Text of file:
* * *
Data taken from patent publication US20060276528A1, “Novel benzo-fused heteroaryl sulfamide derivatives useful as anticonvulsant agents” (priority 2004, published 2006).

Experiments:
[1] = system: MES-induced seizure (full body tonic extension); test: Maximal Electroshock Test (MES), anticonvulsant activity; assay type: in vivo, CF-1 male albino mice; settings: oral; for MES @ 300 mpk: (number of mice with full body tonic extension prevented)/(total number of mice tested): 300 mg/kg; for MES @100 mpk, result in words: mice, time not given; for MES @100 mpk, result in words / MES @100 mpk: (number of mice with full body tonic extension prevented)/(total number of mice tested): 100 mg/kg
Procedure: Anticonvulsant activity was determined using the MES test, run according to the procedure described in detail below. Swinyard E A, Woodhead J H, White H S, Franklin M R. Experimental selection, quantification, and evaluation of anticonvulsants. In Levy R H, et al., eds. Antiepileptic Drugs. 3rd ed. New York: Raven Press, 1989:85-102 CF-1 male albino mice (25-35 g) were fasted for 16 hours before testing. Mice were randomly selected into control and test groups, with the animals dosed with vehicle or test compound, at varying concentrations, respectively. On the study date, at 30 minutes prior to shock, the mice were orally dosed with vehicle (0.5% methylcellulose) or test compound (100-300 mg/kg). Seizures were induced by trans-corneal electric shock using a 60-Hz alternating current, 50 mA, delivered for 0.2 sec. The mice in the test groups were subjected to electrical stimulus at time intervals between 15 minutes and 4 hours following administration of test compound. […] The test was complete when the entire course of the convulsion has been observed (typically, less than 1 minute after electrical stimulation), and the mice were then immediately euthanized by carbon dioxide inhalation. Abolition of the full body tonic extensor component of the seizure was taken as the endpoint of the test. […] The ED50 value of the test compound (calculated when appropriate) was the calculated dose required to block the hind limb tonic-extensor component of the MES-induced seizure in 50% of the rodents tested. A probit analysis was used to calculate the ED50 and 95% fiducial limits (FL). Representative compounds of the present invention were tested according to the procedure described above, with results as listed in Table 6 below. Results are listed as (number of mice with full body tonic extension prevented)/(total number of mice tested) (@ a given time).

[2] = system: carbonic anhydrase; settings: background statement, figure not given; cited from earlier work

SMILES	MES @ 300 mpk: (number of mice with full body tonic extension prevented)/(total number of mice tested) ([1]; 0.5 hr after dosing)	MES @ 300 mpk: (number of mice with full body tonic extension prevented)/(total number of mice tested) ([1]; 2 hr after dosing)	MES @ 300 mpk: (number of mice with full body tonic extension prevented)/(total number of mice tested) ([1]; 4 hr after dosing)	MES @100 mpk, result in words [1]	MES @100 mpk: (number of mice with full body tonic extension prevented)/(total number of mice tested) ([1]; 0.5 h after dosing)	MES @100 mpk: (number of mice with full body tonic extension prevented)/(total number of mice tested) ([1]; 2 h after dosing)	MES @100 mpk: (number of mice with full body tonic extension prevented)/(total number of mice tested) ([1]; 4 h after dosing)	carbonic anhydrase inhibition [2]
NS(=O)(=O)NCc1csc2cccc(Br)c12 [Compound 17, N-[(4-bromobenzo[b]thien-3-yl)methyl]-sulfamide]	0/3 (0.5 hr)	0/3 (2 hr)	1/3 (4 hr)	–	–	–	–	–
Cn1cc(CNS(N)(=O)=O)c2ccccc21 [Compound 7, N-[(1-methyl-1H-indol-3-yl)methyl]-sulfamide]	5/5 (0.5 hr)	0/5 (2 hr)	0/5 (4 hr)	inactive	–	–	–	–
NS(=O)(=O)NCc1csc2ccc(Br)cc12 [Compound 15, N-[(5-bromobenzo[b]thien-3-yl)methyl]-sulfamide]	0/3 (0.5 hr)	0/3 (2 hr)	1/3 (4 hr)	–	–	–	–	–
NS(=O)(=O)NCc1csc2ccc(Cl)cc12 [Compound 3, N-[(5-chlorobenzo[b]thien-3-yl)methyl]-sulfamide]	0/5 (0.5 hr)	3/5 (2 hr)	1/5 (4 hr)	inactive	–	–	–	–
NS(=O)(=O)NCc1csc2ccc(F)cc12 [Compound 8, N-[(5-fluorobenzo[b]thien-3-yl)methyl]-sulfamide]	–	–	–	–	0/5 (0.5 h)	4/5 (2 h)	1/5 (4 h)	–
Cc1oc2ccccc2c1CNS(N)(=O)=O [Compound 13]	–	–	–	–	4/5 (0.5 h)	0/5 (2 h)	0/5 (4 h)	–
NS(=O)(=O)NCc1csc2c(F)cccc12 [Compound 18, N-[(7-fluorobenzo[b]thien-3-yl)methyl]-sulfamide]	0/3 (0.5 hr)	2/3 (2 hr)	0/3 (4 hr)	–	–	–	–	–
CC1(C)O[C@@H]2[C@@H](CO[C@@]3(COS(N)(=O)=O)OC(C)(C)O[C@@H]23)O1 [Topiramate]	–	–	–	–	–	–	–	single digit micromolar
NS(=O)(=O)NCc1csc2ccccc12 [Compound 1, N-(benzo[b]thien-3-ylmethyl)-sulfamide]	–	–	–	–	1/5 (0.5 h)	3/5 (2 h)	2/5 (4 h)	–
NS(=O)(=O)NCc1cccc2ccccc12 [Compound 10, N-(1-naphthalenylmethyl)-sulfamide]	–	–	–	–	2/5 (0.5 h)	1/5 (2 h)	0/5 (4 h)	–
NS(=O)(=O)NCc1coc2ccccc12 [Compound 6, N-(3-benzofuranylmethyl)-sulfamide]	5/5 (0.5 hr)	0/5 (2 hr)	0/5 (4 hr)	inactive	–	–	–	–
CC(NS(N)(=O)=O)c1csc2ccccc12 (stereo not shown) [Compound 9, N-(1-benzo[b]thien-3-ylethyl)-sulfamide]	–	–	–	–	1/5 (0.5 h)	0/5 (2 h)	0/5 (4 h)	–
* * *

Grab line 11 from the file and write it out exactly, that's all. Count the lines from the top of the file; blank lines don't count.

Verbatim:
NS(=O)(=O)NCc1csc2ccc(F)cc12 [Compound 8, N-[(5-fluorobenzo[b]thien-3-yl)methyl]-sulfamide]	–	–	–	–	0/5 (0.5 h)	4/5 (2 h)	1/5 (4 h)	–